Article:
An essential feature of this system is unilateralism, which essentially means unilateral action without reference to conventions or without respect for multinational institutions. In the geopolitical game of the Eastern Mediterranean, the dominant power is Turkey. Greece, on the other hand, in a defensive position, also tends to impose itself, as it makes alliances with other powers such as France and Italy. In this fragmented environment, important institutions are not intervening to resolve the crisis.

According to Bremmer, emerging states like Turkey are certainly poised to take advantage of new opportunities to play a more prominent diplomatic role in this new order. Turkey – as a regional heavyweight – will try to benefit, as few international rules and regulations are enforceable. Being at the crossroads of Europe, Asia, the Middle East, and the former Soviet Union make Turkey the very model of a pivot state.[10]

There are also factors contributing to Greece being a pivot state, as it has alternatives. The overarching strategic goal of the Greek foreign policy is to minimize the risks and maximize the opportunities arising from its geopolitical position. [11]  Greece is building various alliances to find its place in this new order: member of NATO and EU, good relations with Russia, cooperation with China etc. These are advantages that render Greece a pivotal state in the Eastern Mediterranean.

In the perspective of this possible conflict, Albania – lacking many of the advantages enjoyed by a pivot state – faces two major challenges.

First, Albania should clarify its position toward the Greece-Turkey clash. It has not done so, because it has to take a stand on Northern Cyprus, revise cooperation with Turkey and Greece (currently both strategic regional partners of Albania[12]), or even define its role within the European Union. But Albania tends to hide behind multilateralism. This approach cannot last for long. The second, and even more important, challenge is the imposing capability on Greece in resolving the stalemate. Albania refers to conventions and relies on international institutions, but in the “world of regions” such initiatives are half-baked.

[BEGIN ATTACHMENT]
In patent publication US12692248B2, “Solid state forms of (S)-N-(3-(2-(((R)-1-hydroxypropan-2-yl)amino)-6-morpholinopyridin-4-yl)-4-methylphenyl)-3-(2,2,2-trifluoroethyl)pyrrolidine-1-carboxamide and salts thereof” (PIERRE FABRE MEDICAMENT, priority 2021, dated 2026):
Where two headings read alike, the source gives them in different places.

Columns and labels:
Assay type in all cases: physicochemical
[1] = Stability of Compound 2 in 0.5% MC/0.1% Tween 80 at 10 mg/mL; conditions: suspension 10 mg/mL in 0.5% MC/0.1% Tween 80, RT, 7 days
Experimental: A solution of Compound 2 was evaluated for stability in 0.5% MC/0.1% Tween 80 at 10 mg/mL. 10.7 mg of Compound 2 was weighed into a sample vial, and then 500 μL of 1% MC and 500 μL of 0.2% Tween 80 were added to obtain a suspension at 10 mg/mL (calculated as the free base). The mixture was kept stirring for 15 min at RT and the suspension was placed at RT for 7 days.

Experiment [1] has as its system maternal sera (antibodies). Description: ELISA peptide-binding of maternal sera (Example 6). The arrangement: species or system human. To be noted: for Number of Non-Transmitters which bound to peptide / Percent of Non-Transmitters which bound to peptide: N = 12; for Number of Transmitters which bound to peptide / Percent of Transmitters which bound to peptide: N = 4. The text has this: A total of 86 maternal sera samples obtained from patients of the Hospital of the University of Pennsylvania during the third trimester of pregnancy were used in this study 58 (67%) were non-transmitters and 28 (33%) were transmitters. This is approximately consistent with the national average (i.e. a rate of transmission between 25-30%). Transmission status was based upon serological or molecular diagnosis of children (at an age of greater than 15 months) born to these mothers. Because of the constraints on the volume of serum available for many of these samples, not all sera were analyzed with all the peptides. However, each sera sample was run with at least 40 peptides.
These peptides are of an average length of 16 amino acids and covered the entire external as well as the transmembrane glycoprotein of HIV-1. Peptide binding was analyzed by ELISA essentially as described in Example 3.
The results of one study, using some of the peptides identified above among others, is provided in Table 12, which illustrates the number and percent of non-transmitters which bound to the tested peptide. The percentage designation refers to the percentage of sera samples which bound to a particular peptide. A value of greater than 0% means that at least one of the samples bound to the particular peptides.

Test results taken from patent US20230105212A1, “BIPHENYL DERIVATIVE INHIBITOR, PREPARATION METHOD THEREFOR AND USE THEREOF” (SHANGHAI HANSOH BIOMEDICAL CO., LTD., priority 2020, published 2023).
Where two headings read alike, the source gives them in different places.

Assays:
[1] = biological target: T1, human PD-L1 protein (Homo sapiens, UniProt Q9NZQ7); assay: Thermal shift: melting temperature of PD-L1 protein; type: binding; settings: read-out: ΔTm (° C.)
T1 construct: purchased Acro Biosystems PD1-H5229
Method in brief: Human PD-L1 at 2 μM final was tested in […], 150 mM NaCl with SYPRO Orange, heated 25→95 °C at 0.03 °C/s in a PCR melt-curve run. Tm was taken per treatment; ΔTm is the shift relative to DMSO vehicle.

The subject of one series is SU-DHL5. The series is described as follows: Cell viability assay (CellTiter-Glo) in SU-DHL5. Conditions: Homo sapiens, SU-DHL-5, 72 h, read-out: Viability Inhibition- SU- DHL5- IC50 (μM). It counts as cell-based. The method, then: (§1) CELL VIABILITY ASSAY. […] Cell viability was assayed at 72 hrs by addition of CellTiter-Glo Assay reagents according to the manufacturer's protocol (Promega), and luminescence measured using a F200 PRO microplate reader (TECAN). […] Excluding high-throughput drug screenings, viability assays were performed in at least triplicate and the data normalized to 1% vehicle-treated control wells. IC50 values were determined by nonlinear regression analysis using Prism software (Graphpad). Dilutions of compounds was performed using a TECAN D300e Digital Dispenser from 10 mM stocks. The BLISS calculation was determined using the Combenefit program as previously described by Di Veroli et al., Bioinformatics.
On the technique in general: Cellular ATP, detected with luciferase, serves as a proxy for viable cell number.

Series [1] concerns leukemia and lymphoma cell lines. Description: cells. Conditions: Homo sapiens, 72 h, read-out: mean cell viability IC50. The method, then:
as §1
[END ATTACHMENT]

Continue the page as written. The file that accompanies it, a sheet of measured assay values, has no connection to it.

Moreover, in the “world of regions”, a more powerful state – in this case Greece in relation to Albania – may not act in accordance to international rules. Non-implementation of international law is a widespread phenomenon nowadays. (This is clearly evidenced in the Eastern Mediterranean – by both Greece and Turkey.) And in the event of the failure of multilateralism, further deterioration of the “world of regions” might lead to the fifth Bremmer scenario: a very different kind of fragmentation of the international order plagued by anarchy: G-sub-zero world. This scenario has a lower probability to materialize, but Albania seems completely unprepared to face it. 

BLENDI LAMI is a lecturer at the Faculty of Political Sciences and International Relations, European University of Tirana. His research interests include foreign policy, geopolitics and security. In pursuing these interests, he has been involved in several research projects, has published numerous articles and has participated in many scientific conferences in Albania and abroad.

[1]https://www.trtworld.com/video/social-videos/the-turkey-greece-mediterranean-dispute explained/5f5790263e5d6b001712b13c

[2] https://www.ekathimerini.com/256247/article/ekathimerini/news/greece-to-extend-territorial-waters-in-ionian-sea-to-12-miles-says-pm


[4] https://balkaneu.com/albania-there-is-no-need-to-worry-for-the-12-mile-extension-in-the-ionian-according-to-professor-krisafi/

[5] Zenonas Tziarras, 2019, The new geopolitics of the Eastern Mediterranean trilateral partnerships and regional security.  Peace Research institute Oslo.

[6] https://foreignpolicy.com/2020/08/18/eastern-mediterranean-greece-turkey-warship-geopolitical-showdown/


[8] Ian Bremmer. Every nation for itself: winners and losers in a G-zero world (New York: Penguin Group, 2012)

[9] Ibid

[10] Ibid

[11] https://gkoumoutsakos.gr/en/greece-s-geopolitical-added-value-as-a-basis-for-its-foreign-policy-a-strategic-and-institutional-overview/